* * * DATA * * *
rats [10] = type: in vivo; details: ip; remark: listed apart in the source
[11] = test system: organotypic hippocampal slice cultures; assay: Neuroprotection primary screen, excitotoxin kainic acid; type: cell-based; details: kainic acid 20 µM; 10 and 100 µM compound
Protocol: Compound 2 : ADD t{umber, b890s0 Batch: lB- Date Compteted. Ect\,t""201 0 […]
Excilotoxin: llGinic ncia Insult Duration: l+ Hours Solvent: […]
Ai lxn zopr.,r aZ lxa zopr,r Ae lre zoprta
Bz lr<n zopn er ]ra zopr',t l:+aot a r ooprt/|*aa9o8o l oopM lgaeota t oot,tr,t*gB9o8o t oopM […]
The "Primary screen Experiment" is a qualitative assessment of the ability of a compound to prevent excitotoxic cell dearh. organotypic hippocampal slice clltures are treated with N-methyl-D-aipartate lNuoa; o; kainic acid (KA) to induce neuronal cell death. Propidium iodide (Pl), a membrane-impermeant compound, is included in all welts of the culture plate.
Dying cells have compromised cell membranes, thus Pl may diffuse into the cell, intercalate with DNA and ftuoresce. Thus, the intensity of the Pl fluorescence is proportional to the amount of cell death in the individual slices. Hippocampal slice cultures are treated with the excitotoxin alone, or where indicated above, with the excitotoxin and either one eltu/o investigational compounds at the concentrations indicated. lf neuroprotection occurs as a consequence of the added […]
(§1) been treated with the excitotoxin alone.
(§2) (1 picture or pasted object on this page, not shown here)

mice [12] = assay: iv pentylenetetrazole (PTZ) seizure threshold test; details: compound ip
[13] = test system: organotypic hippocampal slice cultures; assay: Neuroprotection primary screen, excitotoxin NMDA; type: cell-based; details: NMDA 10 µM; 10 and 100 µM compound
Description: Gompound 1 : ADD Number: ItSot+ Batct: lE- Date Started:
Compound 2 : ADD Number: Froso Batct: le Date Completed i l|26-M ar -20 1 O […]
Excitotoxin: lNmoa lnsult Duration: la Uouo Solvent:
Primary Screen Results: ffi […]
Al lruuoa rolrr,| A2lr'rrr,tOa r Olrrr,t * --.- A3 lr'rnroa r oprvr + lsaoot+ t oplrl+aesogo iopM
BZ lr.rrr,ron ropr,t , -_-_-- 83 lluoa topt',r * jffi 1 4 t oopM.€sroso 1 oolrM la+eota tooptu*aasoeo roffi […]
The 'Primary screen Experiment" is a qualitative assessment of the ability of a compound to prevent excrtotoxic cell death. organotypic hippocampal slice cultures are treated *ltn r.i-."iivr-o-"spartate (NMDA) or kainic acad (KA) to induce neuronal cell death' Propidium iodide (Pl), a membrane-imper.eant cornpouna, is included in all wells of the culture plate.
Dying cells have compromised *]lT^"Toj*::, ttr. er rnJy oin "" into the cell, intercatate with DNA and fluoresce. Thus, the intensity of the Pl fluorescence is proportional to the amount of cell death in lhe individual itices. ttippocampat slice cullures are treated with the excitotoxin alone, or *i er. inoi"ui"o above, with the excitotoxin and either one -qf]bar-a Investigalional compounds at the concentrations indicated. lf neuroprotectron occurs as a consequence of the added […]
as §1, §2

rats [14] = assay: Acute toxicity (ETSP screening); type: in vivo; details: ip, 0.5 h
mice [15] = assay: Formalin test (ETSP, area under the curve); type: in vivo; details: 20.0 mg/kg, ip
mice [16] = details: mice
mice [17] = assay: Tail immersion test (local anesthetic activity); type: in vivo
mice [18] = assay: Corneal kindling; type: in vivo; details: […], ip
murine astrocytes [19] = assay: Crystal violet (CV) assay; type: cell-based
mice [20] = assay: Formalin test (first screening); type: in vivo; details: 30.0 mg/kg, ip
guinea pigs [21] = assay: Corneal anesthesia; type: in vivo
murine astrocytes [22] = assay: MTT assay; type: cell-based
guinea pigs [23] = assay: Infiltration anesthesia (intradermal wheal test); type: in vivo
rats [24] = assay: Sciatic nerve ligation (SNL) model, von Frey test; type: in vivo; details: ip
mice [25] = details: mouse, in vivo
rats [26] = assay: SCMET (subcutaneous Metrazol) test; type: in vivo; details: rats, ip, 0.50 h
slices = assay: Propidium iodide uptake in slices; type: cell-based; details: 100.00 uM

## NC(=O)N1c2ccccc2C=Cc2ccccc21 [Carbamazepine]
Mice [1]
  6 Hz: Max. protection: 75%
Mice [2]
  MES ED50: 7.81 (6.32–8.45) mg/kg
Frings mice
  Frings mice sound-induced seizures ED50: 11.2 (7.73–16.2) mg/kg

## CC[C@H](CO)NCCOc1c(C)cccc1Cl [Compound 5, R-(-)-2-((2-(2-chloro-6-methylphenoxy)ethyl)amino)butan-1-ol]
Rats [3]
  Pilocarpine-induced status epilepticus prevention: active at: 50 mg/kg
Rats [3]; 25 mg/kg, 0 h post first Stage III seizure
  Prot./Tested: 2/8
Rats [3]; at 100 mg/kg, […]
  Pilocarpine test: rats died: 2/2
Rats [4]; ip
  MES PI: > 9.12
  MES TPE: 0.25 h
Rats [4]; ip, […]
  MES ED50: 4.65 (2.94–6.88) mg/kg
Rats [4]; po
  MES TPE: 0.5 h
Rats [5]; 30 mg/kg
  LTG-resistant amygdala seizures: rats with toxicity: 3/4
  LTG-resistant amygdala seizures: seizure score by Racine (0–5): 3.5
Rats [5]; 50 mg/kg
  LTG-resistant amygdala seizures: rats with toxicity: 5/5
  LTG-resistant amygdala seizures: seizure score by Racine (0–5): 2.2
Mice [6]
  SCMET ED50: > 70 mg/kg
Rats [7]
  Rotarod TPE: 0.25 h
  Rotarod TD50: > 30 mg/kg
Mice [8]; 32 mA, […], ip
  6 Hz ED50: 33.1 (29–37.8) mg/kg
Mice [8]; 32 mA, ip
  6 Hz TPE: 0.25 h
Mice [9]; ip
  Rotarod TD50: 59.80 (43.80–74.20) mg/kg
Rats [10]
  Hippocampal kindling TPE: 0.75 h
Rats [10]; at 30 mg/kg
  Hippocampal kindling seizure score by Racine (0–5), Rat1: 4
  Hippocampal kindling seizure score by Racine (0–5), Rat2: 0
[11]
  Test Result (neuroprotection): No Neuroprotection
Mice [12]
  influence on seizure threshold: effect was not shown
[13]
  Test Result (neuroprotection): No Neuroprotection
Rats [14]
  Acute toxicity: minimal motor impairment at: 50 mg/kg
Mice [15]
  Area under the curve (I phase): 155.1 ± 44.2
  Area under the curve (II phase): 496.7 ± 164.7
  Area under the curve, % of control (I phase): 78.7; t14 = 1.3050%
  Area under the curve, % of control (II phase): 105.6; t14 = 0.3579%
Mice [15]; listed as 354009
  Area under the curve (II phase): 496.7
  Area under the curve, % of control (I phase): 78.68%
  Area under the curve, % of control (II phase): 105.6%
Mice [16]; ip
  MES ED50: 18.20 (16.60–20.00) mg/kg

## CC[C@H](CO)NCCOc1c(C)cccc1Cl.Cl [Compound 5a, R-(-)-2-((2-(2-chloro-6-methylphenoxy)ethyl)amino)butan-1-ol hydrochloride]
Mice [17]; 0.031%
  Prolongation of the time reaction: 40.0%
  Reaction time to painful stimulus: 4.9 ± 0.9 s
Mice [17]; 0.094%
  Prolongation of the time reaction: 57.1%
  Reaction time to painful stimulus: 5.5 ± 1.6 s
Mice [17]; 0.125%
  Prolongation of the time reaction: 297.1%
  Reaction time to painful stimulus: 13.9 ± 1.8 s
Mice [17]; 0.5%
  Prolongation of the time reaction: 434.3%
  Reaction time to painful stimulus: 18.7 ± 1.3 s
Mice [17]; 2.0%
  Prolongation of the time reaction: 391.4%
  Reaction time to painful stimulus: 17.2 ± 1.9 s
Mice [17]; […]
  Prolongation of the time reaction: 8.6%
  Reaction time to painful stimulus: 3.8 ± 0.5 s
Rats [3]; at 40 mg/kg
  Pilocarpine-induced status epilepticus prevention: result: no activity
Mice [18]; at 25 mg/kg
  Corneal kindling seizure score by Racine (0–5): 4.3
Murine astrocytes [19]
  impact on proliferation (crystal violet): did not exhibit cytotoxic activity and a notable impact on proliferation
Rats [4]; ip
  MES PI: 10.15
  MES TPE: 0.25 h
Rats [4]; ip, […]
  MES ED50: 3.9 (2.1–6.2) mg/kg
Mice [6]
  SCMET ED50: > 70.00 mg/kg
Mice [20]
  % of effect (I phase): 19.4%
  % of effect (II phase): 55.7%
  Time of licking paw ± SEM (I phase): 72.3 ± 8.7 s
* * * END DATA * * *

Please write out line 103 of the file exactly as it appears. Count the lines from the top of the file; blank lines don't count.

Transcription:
  Prolongation of the time reaction: 57.1%